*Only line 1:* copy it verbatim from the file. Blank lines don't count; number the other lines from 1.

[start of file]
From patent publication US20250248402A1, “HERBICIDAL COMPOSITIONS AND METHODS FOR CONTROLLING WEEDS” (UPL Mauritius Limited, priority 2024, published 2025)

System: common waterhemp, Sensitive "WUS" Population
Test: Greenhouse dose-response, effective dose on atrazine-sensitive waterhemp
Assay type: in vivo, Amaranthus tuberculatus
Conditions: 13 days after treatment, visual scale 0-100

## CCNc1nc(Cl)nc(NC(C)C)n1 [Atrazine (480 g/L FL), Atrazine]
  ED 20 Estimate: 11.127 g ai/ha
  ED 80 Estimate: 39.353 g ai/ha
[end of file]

From patent publication US20250248402A1, “HERBICIDAL COMPOSITIONS AND METHODS FOR CONTROLLING WEEDS” (UPL Mauritius Limited, priority 2024, published 2025)